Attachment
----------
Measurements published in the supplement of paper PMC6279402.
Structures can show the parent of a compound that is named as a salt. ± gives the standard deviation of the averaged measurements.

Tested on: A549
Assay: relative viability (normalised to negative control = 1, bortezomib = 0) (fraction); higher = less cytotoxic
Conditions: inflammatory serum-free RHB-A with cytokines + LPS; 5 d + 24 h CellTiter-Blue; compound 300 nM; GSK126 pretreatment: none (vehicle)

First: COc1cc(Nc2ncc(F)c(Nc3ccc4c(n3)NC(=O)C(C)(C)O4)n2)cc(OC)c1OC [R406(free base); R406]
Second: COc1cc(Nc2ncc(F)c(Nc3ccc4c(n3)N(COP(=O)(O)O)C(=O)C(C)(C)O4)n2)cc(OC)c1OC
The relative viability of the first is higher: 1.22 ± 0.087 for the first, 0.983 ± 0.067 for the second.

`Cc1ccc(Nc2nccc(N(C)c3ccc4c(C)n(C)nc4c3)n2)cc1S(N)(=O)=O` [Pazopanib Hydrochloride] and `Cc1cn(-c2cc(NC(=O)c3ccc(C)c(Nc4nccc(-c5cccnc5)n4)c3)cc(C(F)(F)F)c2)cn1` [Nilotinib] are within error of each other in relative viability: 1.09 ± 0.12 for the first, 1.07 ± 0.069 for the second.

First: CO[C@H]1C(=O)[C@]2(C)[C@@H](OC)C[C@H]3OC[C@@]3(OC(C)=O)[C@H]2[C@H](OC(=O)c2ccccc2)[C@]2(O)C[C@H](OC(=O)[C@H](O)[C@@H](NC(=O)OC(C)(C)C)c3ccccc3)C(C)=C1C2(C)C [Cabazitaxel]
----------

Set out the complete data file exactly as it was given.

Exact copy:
Measurements published in the supplement of paper PMC6279402.
Structures can show the parent of a compound that is named as a salt. ± gives the standard deviation of the averaged measurements.

Tested on: A549
Assay: relative viability (normalised to negative control = 1, bortezomib = 0) (fraction); higher = less cytotoxic
Conditions: inflammatory serum-free RHB-A with cytokines + LPS; 5 d + 24 h CellTiter-Blue; compound 300 nM; GSK126 pretreatment: none (vehicle)

First: COc1cc(Nc2ncc(F)c(Nc3ccc4c(n3)NC(=O)C(C)(C)O4)n2)cc(OC)c1OC [R406(free base); R406]
Second: COc1cc(Nc2ncc(F)c(Nc3ccc4c(n3)N(COP(=O)(O)O)C(=O)C(C)(C)O4)n2)cc(OC)c1OC
The relative viability of the first is higher: 1.22 ± 0.087 for the first, 0.983 ± 0.067 for the second.

`Cc1ccc(Nc2nccc(N(C)c3ccc4c(C)n(C)nc4c3)n2)cc1S(N)(=O)=O` [Pazopanib Hydrochloride] and `Cc1cn(-c2cc(NC(=O)c3ccc(C)c(Nc4nccc(-c5cccnc5)n4)c3)cc(C(F)(F)F)c2)cn1` [Nilotinib] are within error of each other in relative viability: 1.09 ± 0.12 for the first, 1.07 ± 0.069 for the second.

First: CO[C@H]1C(=O)[C@]2(C)[C@@H](OC)C[C@H]3OC[C@@]3(OC(C)=O)[C@H]2[C@H](OC(=O)c2ccccc2)[C@]2(O)C[C@H](OC(=O)[C@H](O)[C@@H](NC(=O)OC(C)(C)C)c3ccccc3)C(C)=C1C2(C)C [Cabazitaxel]